I love logic puzzles.
I hate them a little bit, too, but mostly I love them.
They give you a story with funny or odd details. You then decipher the logical order or pattern of the elements of the story. They give you clues, like "Sally (who is not the person with the blue hat with a dead bird on top) is sitting to the right of the man with the pockmark in the shape of Julia Caesar."
You get to enjoy the story, but also have to use logical deductions to solve the puzzle.
Except when you are working through your graph and you hit a point when you are dang sure you have sucked every solitary possible piece of information from the clues. You get frustrated. You are tempted to look at the solution. You are pretty sure the person who created that particular puzzle left out one slice of pertinent information as a sick joke.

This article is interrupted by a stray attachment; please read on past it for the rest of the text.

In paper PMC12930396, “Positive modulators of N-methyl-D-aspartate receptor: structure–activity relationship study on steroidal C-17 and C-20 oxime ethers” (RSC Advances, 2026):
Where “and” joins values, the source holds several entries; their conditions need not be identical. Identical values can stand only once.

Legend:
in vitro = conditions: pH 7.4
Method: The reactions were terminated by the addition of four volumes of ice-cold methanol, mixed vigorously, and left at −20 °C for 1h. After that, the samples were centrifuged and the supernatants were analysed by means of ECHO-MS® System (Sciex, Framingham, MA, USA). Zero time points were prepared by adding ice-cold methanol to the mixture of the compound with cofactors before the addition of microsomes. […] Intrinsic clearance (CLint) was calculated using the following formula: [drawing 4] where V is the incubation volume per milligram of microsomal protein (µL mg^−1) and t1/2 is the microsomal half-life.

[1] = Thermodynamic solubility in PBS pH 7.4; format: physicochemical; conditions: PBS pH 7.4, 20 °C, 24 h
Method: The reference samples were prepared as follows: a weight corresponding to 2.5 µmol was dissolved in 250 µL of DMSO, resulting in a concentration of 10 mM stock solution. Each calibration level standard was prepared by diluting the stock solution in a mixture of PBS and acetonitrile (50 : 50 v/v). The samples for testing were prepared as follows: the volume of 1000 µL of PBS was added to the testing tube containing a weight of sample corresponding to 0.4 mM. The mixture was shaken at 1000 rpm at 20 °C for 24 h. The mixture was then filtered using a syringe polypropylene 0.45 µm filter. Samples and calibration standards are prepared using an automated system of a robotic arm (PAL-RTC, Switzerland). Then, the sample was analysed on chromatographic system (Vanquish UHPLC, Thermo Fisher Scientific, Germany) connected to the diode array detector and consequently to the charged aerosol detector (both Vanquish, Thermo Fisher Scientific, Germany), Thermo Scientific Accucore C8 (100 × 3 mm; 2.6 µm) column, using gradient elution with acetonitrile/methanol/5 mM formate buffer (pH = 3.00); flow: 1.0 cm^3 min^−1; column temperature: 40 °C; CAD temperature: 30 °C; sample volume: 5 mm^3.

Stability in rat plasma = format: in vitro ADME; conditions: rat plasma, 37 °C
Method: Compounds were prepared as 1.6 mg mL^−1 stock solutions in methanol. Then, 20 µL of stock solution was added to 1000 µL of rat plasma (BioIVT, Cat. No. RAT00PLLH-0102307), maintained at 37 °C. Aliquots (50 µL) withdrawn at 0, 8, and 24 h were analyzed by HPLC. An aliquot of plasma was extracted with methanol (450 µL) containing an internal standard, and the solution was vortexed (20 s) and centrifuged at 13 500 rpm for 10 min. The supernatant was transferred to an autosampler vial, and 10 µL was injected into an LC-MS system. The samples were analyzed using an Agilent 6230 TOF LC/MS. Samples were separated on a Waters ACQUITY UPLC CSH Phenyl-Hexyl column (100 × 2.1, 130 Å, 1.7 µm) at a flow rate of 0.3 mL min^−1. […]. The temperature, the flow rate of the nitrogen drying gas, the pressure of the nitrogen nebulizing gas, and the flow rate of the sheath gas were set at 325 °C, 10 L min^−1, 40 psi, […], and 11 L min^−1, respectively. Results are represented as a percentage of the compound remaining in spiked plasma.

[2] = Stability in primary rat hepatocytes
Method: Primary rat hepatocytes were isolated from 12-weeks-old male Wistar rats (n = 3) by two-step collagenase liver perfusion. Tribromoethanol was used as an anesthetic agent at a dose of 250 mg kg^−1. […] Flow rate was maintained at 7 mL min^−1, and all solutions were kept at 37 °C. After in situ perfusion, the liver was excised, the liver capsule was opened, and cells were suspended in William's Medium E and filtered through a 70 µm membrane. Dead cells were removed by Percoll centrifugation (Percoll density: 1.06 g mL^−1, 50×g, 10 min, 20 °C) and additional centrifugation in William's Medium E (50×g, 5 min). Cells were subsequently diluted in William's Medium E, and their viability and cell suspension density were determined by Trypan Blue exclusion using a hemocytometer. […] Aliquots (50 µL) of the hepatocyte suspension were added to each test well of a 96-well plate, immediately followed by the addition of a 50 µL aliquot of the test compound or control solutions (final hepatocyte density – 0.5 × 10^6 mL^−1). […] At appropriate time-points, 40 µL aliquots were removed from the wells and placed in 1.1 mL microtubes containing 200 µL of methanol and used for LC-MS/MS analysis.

And then, there it is. You see the thing you missed. You realize that you had to combine clues or read more carefully or just open your eyes because it was painfully obvious. You were just making it harder than it had to be.
Yeah. I never do that (she says with drippy sarcasm). Make things harder than they have to be. Skip over the truth and keep believing that something is impossible or that there's no solution because you SWEAR you have looked at it from every angle. And it NEVER (still with the sarcasm) happens with my therapeutic parenting. Nope. Never.
Today the kids and I did logic puzzles. I watched them go through this same process in their own ways. Interesting. Very telling. Also felt a glaring spotlight on my own tendencies to do this. That's why we do these logic puzzle things, after all. To teach us to be better problem solvers.
Just thinking out loud today. And FYI - Mario was the first guy in line, his favorite animal is a giraffe and at the party he received a balloon with hearts on it.